Flare AudioBritish loudspeaker technology company Flare Audio Limited has appointed UK pro audio supplier Orbital Sound as its exclusive distributor for the UK and Ireland markets.

‘Our two companies have complementary backgrounds – live touring, entertainment installations, studios and events – making for an extremely powerful combination,’ says Flare Audio MD, Kristin Hanson. ‘At Flare Audio, we are introducing what is essentially a new approach to sound reinforcement, making the choice of our first major distributor absolutely key. We were looking for a company that would embrace new ideas and relish the prospect of bringing real innovation to the marketplace, while always putting the customer first. Orbital Sound has an outstanding reputation on all counts, and represents the ideal match for us.’

Orbital Sound will be focusing on introducing Flare Audio’s innovative product range to a broad audience in coming months.

‘Flare Audio’s innovative R&D approach has created a range that delivers high-definition audio with exceptional vocal clarity,’ says Orbital Sales Director, Tom Byrne. ‘This is combined with an extremely accurate sonic footprint that is present in every Flare Audio design – from the studio monitors to large-scale stadium line arrays. This unique blend is something that excites us from a distribution perspective.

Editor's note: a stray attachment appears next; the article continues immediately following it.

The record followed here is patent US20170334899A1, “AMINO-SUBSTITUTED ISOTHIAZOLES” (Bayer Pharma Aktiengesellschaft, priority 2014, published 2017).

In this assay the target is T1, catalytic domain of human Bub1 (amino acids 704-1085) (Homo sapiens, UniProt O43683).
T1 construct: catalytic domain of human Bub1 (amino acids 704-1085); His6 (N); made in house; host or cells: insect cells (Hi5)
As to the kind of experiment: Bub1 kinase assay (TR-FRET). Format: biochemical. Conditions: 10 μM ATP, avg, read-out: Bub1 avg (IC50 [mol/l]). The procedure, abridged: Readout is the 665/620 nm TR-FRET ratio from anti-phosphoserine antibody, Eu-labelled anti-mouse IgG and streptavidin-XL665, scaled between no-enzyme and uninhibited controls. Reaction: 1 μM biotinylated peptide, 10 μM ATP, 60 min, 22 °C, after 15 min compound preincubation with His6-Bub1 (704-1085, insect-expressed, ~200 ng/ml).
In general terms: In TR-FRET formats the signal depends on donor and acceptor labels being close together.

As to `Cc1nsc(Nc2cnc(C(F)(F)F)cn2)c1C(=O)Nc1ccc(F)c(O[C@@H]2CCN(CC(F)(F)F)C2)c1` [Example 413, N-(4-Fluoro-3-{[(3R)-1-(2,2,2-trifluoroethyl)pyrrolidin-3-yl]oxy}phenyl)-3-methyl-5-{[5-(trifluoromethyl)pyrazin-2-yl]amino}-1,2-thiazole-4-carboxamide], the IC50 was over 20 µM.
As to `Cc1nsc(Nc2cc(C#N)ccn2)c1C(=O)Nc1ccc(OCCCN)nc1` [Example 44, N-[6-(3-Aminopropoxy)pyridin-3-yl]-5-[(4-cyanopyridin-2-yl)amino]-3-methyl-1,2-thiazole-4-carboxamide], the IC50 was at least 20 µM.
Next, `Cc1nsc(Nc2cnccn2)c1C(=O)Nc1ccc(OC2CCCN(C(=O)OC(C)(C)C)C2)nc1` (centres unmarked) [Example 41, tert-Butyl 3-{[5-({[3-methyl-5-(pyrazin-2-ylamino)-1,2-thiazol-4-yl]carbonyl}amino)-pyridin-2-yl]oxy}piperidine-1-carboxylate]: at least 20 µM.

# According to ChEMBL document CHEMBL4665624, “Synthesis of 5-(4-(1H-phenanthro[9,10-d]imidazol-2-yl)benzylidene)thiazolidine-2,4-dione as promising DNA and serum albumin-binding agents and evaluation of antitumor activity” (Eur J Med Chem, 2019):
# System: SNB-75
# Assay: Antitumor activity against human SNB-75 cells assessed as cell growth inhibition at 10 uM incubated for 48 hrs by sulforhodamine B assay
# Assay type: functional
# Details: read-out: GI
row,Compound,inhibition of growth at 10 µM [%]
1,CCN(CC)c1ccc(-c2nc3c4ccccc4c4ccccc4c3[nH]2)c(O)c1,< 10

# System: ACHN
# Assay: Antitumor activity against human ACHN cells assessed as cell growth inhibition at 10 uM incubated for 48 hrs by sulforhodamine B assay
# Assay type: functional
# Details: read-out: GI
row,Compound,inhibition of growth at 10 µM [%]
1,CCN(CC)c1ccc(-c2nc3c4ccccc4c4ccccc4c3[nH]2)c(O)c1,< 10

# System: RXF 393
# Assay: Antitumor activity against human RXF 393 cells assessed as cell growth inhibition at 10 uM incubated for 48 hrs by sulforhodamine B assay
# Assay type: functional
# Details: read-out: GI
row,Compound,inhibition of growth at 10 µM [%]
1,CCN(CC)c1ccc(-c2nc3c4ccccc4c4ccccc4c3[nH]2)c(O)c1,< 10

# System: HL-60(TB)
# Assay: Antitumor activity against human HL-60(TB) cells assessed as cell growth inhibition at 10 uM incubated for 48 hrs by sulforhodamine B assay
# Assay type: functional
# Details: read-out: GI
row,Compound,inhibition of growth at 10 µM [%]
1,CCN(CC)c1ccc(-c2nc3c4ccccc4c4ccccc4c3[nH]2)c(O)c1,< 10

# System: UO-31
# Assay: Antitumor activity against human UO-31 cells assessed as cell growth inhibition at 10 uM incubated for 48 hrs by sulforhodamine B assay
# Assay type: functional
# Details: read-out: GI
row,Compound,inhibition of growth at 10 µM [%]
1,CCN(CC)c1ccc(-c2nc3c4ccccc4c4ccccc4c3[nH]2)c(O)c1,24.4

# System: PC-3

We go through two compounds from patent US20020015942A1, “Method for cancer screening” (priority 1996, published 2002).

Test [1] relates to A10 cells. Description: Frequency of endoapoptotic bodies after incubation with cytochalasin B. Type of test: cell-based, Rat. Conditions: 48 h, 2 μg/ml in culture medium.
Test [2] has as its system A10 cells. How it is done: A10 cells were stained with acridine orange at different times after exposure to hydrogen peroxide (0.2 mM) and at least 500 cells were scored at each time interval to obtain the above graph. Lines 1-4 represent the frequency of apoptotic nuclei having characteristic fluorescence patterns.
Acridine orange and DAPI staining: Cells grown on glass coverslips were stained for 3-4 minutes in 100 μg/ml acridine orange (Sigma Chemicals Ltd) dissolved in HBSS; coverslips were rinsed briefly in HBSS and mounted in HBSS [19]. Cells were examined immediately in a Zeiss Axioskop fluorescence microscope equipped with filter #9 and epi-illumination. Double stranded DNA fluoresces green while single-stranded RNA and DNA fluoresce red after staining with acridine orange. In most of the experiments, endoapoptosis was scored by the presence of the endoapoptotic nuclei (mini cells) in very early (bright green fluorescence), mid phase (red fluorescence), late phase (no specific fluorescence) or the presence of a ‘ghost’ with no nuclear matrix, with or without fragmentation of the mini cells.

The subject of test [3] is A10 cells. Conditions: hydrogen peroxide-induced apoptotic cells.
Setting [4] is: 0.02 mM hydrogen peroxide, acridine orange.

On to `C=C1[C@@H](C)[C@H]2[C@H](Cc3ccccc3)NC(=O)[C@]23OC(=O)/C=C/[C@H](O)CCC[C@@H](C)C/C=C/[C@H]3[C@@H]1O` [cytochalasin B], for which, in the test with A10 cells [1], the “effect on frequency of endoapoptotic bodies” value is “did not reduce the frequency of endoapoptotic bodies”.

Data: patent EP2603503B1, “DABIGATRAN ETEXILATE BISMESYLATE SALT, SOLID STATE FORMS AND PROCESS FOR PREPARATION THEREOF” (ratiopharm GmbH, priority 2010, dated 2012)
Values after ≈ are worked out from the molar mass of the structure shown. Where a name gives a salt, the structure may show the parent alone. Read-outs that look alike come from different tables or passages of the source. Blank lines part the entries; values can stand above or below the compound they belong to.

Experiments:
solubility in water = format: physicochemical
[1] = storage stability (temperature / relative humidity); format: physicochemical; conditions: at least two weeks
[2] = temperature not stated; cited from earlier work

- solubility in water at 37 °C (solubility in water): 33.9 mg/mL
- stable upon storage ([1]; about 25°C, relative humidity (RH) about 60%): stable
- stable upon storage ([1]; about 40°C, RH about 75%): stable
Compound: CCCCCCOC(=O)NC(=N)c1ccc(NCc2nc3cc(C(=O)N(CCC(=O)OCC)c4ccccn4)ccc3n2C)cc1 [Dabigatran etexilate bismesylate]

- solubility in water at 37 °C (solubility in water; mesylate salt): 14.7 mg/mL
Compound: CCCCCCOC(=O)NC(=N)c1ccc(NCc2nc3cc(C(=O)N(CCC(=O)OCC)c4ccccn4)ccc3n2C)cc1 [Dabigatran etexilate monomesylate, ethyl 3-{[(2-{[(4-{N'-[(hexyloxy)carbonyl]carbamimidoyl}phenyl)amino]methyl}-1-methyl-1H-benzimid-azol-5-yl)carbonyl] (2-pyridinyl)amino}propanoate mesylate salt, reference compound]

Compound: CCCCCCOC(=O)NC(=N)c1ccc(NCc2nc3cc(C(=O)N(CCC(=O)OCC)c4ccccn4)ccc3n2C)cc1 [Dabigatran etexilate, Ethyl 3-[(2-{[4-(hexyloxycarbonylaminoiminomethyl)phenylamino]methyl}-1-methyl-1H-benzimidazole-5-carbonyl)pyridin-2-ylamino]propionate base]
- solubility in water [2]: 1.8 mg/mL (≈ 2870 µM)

‘We will be working initially on establishing a network of nationwide partner dealers that match our standards for sales, installation, service and support excellence. We have a broad canvas to work on – with products that deliver outstanding performance whatever the application, across the live entertainment market, commercial venues, A/V, houses of worship, studios, festivals and touring. We will also be putting in place the very best of training and application support, combined with building market awareness. Our two companies have very similar mindsets and a dedication to technical excellence – we are looking forward to a successful partnership.’